EISBN: 978-1-62708-185-6
... vacuum-melted or electroslag-remelted 52100 steel provides the clean microstructure necessary for the development of critical polished die surfaces. This steel is used primarily for ball bearings, but it also works well for coining dies. When heat treated to a hardness of 59 to 61 HRC, 52100 steel...
Book: Casting
Series: ASM Handbook
Volume: 15
Publisher: ASM International
Published: 01 December 2008
DOI: 10.31399/asm.hb.v15.a0005333
EISBN: 978-1-62708-187-0
... Brinell hardness is 105 to 115 (500 kg, 10 Mn). The lower aluminum alloys, Alloys 2, 3, 5, and 7, are always cast in hot-chamber zinc die casting machines. ZA-8 can be hot-chamber die cast and is also permanent mold cast. As a pressure die casting, it has excellent properties, especially creep, compared...
Book Chapter

Book: Casting
Series: ASM Handbook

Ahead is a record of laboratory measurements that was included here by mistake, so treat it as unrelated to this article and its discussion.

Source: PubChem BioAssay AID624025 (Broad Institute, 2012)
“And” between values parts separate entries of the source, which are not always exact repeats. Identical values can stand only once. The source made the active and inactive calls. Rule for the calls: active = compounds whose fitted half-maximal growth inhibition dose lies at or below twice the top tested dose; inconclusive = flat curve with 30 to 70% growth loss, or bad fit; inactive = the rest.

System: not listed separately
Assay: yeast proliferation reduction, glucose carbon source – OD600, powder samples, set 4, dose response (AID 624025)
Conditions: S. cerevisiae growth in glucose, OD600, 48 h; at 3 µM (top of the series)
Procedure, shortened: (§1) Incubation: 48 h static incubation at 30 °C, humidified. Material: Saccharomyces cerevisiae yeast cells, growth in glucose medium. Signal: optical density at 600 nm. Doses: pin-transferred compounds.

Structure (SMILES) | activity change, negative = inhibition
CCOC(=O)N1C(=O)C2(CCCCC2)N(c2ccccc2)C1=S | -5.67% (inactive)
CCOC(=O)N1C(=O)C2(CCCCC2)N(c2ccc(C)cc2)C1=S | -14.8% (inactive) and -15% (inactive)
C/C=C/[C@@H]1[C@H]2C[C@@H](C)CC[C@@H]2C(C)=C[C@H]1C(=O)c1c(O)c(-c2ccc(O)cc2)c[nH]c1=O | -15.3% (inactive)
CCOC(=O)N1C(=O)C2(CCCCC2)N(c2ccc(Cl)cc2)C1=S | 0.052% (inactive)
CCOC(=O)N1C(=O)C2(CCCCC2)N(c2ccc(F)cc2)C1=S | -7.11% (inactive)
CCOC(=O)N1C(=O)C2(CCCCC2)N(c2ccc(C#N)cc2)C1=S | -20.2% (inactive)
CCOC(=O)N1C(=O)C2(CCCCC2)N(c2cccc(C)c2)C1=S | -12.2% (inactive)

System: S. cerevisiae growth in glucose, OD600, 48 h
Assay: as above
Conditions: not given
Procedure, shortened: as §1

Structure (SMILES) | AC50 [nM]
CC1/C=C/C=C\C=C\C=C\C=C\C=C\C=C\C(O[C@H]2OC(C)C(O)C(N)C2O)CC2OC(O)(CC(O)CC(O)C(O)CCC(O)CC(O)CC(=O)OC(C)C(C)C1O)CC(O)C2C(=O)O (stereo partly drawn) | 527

Volume: 15
Publisher: ASM International
Published: 01 December 2008
DOI: 10.31399/asm.hb.v15.a0005307
EISBN: 978-1-62708-187-0
... based on aluminum content: the hypoeutectic alloys with approximately 4% Al for optimal mechanical properties, and the hypereutectic alloys with >5% Al for additional strength, hardness, and stiffness (but at the price of lower ductility). The die casting alloys are basically a family of Zn-4Al...
Series: ASM Desk Editions
Publisher: ASM International
Published: 01 December 1998
DOI: 10.31399/asm.hb.mhde2.a0003183
EISBN: 978-1-62708-199-3
... set of die blocks, two or more hammers are used to produce adequate shaping or blocking to an intermediate shape before the final die is used. The greater striking forces developed with power-drop hammers give rise to several disadvantages. As much as 15 to 25% (and, in hard finishing blows, up to...